(i)   Only students who have right aptitude will be admitted to medical colleges across the country.

        (ii)   Hospitals should be sufficiently equipped with adequate number of patients so that doctors can carry on their practical training properly.

       (iii)   The examination which the students will take should be strictly regulated so as to get admission.

If the institution wants an excellent output then it should look towards recruiting capable and competent students who will later become skilled professional doctors. This is the reason as to why NEET is crucial.

The Court had further ordered to conduct All India Pre-Medical Test (Aipmt) as the first phase of NEET on May 1 and NEET II i.e. the second phase on July 24. Sorting the much debated issue over conducting NEET in two phases, the Supreme Court on 28-4-2016 held that all eligible candidates who could not appear for NEET I or those who have apprehension that they were not well prepared can sit for NEET II provided they give a written undertaking that they agree to give up their candidature in NEET I.

NEET was welcomed by many States as a move to bring transparency and reduce malpractices in several medical and dental colleges of the country. However, it was pointed out by Health Ministers of different States in a meeting headed by the Union Minister of Health and Family Welfare, J.P. Nadda, that, NEET should be conducted from next year so that students get time to prepare accordingly as there are also issues relating to syllabus which is followed by different State Boards. It was also pointed out that NEET should be allowed in regional languages in addition to English and Hindi.

Differing from the opinion of various Health Ministers, the time given by the Supreme Court to students for preparation cannot be said to be too short as the students who aspire to clear CET or Aipmt already keep preparing for one to two years and NEET is not based upon a different syllabus. It is only for the benefit of underprivileged students so that they get an equal and fair opportunity at medical education. Also, in 2013, a vernacular NEET was conducted and not even a single vernacular language candidate could get admission.[20] According to Medical Council of India Regulations, only those students who have passed 12th standard English paper are eligible to join medical colleges.[21] Therefore, the argument that NEET should be conducted in regional languages other than English and Hindi is absurd and baseless.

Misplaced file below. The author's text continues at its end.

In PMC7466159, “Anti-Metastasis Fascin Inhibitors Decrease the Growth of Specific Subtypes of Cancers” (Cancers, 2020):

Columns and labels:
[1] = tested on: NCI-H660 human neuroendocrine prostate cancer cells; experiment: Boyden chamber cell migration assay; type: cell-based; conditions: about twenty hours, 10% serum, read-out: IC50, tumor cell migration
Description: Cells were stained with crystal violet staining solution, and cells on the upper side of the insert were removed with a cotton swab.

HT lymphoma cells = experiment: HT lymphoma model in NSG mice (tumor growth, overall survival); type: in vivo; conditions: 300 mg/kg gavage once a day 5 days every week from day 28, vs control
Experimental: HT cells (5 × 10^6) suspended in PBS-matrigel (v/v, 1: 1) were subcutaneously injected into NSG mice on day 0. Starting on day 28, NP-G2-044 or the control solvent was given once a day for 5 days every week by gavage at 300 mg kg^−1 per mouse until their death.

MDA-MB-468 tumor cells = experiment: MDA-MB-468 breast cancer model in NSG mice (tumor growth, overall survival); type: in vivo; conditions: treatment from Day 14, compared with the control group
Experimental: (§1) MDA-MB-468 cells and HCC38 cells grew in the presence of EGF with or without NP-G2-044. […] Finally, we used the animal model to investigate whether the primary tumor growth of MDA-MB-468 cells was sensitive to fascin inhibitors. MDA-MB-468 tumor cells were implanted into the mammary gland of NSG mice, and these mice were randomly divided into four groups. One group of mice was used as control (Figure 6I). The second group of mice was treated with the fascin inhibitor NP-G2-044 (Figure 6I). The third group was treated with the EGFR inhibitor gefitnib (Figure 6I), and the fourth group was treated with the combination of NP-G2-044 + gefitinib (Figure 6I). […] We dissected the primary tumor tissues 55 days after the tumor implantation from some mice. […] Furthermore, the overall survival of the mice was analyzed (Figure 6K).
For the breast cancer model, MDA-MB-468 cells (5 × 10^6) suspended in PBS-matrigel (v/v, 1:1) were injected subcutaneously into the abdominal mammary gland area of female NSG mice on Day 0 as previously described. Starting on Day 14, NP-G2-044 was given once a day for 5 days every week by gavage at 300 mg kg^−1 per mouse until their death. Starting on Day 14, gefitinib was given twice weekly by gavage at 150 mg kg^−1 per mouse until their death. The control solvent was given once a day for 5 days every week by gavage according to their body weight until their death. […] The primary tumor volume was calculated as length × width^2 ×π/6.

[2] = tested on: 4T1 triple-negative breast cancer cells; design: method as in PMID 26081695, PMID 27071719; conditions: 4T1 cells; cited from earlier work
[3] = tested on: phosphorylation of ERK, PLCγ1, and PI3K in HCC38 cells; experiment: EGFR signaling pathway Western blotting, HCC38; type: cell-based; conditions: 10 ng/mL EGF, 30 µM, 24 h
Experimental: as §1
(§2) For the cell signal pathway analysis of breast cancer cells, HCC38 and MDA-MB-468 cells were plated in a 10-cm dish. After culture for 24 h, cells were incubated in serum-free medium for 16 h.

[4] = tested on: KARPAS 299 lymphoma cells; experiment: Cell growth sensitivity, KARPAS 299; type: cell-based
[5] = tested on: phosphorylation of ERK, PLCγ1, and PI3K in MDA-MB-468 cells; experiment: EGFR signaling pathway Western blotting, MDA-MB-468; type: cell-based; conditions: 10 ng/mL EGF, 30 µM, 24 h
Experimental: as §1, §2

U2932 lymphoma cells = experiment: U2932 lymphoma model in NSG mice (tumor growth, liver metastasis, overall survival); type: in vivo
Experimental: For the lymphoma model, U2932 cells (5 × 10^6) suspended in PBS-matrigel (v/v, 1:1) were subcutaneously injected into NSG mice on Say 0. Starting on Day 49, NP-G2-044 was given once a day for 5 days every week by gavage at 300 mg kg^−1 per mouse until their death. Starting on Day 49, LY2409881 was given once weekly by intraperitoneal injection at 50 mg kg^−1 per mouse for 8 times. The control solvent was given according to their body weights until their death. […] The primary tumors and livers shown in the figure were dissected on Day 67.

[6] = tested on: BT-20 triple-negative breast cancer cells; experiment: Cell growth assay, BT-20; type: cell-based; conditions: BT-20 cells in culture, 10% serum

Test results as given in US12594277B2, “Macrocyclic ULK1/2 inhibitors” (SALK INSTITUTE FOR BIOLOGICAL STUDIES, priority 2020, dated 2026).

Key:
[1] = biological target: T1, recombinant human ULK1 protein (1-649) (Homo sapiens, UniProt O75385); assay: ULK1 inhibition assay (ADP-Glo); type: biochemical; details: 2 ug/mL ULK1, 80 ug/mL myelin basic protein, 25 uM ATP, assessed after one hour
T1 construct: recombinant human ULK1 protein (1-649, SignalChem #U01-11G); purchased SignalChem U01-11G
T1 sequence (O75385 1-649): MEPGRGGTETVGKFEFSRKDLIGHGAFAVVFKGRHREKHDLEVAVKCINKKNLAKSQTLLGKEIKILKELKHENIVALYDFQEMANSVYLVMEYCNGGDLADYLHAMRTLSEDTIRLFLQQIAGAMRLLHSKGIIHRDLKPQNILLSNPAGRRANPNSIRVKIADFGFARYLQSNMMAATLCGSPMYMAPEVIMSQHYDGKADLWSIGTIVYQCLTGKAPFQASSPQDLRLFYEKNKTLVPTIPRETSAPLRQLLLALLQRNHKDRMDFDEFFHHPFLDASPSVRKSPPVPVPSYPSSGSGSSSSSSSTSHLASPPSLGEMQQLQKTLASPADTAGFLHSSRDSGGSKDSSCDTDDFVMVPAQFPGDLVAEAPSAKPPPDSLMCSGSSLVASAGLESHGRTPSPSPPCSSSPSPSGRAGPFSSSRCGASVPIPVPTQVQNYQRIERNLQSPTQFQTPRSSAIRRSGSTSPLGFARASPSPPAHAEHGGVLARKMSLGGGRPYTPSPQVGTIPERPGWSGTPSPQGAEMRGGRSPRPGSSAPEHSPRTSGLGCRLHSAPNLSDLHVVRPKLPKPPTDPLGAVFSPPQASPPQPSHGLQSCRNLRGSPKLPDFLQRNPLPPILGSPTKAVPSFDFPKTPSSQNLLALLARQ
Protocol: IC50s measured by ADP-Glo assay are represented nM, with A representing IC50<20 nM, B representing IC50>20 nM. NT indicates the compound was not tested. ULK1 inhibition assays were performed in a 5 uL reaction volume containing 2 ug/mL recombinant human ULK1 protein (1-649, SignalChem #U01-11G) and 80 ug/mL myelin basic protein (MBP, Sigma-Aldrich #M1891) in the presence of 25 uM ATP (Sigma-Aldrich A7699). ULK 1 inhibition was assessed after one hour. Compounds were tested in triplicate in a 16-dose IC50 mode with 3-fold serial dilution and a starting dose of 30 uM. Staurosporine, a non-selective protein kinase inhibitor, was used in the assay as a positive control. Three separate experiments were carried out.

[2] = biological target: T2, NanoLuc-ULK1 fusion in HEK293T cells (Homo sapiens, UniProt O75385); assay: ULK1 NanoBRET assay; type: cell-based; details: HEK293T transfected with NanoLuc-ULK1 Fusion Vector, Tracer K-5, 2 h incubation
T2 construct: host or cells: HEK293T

The President has promulgated two ordinances to amend the Indian Medical Council Act, 1956 and the Dentists Act, 1948 and thereby institutionalised NEET and made it applicable for the academic year 2016?2017. The amended ordinances shall not however affect admissions to State Government seats for the academic year 2016-2017.

The Ordinance will allow the State Government to hold their respective entrance tests for 2016-2017. It is also made clear that the private medical colleges and deemed universities have to shortlist students through NEET and they cannot conduct their separate entrance examination.

*Fourth year student, Dr Ram Manohar Lohia, National Law University, Lucknow.